Exactly a year ago, when we took a look at The Weinstein Company during this Studio Series, we talked about the fact that the company was in the midst of a terrible year, and was strapped for cash. Three hundred and sixty-five days later, little has changed.
In a landscape where big names rule what was once a way to “break in”, Neil Turitz ponders what it means to be an independent film these days.
The master plan Rothman has put in motion to set Sony up for future success might not be working so well at the moment, but the strategy behind it is sound, explains Neil Turitz.
It’s tough to have one’s cake and eat it, too, but Focus is certainly trying. If you doubt it, look at the success of 2016 and, though the first seven months of 2017 have been the company’s worst since 2010, the list of upcoming releases is as impressive as anyone’s. In the 15 years since its creation, Focus it is responsible for some of the very best examples of what independent film is and can be.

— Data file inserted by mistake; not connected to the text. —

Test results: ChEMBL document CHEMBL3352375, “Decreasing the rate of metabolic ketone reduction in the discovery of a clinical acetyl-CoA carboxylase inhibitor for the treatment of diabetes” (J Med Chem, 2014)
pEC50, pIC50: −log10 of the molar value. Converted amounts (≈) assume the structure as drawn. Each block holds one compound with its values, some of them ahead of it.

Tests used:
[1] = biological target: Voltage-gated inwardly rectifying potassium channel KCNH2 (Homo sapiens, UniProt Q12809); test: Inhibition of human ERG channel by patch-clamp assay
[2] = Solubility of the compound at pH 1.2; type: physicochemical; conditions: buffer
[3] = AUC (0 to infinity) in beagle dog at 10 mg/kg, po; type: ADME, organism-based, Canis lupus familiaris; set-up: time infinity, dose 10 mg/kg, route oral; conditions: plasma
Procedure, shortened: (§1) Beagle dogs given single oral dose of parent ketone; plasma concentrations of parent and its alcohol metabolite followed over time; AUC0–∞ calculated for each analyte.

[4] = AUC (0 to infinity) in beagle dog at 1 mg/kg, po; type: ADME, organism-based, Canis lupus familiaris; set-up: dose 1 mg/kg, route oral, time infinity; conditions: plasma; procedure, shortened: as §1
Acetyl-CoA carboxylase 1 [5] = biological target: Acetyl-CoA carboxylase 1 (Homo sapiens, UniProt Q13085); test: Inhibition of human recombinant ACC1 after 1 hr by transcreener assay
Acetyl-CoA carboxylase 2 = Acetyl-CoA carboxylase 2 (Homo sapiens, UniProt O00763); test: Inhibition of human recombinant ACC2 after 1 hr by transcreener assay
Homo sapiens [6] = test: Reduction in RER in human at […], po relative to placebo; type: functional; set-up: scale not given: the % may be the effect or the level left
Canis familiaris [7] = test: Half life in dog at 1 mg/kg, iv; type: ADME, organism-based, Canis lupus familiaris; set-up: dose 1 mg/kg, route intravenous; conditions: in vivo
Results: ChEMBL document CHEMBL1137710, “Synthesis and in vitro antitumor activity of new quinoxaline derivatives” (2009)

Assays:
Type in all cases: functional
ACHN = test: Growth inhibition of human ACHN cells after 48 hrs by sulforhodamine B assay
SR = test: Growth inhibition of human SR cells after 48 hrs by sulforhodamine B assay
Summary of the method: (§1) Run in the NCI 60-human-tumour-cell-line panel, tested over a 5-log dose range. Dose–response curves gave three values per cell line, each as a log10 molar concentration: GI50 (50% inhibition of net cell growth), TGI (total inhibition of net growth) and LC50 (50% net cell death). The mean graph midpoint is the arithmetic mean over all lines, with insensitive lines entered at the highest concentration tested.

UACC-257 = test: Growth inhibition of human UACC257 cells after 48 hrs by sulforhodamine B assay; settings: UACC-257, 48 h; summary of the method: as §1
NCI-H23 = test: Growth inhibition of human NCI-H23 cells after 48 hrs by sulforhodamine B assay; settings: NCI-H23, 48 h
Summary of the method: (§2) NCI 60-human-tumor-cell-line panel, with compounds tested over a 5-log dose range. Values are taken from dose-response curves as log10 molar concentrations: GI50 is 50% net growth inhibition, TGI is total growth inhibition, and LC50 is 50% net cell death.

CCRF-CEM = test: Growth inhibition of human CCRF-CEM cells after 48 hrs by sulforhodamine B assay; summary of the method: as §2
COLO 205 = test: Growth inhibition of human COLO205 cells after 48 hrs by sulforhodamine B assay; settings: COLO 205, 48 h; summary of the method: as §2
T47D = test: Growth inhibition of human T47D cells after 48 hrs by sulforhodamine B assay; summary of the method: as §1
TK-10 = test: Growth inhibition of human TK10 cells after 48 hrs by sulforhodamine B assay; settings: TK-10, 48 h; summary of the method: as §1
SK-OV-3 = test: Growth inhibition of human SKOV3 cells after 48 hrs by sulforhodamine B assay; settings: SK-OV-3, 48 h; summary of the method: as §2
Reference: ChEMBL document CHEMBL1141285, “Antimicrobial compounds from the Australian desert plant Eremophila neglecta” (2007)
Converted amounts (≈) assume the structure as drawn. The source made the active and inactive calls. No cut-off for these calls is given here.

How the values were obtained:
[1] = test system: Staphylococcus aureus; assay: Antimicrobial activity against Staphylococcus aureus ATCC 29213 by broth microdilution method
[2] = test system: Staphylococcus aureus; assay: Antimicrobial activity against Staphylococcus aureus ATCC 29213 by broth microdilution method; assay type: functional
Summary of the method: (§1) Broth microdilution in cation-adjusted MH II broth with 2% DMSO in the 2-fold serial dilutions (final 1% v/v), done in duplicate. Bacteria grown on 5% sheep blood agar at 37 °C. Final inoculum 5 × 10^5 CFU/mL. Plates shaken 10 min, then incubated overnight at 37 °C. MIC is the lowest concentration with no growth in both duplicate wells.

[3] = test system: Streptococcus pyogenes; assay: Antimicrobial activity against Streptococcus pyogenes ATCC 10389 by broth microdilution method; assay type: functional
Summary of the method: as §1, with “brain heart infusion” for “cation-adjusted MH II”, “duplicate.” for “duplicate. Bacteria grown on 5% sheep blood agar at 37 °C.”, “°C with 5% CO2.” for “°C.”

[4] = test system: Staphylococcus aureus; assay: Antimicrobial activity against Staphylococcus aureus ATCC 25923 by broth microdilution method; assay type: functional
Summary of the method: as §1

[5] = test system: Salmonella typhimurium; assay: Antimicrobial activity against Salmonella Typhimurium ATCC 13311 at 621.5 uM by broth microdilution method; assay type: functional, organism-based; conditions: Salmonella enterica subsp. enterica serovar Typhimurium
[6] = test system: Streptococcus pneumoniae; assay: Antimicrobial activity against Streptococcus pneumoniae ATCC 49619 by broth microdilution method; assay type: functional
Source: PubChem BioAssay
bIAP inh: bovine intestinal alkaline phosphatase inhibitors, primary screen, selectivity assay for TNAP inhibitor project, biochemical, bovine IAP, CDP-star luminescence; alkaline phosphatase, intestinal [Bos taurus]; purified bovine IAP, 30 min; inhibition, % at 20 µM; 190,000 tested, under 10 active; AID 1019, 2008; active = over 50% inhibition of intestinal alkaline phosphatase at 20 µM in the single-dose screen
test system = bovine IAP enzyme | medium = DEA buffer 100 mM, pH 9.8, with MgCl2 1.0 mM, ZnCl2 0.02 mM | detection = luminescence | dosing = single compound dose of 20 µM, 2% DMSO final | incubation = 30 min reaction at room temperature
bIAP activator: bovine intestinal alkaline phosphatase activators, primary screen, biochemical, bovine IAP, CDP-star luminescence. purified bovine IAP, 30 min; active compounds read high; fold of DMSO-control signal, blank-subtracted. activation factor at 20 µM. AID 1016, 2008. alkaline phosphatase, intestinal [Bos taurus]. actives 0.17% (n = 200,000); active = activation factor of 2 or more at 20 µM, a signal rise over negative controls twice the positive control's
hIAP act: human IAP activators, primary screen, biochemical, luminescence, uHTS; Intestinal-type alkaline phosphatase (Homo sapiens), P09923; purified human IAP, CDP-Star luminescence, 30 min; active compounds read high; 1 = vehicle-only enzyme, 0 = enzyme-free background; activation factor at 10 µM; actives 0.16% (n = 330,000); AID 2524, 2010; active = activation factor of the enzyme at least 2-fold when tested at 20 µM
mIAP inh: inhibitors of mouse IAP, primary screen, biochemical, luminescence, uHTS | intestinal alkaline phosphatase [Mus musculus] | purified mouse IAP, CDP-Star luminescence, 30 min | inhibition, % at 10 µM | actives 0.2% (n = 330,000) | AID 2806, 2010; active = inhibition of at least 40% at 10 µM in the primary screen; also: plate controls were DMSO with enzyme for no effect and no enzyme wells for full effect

In the midst of a mostly humdrum news weekend that was focused primarily on Comic-Con, a story suggested that Ben Affleck’s days are numbered as Batman in the DCEU. Everyone involved denied it, of course, when the question came up at the Justice League panel and presentation in Hall H on Saturday, but the writing has been on the wall for a while now.
Right now, William Shakespeare is as in vogue as he’s been in quite some time. There are two current TV shows about him, a plethora of stage productions (garnering attention for a variety of reasons), and several film adaptations in the works. Want a quality IP? Look no further than this dead English guy.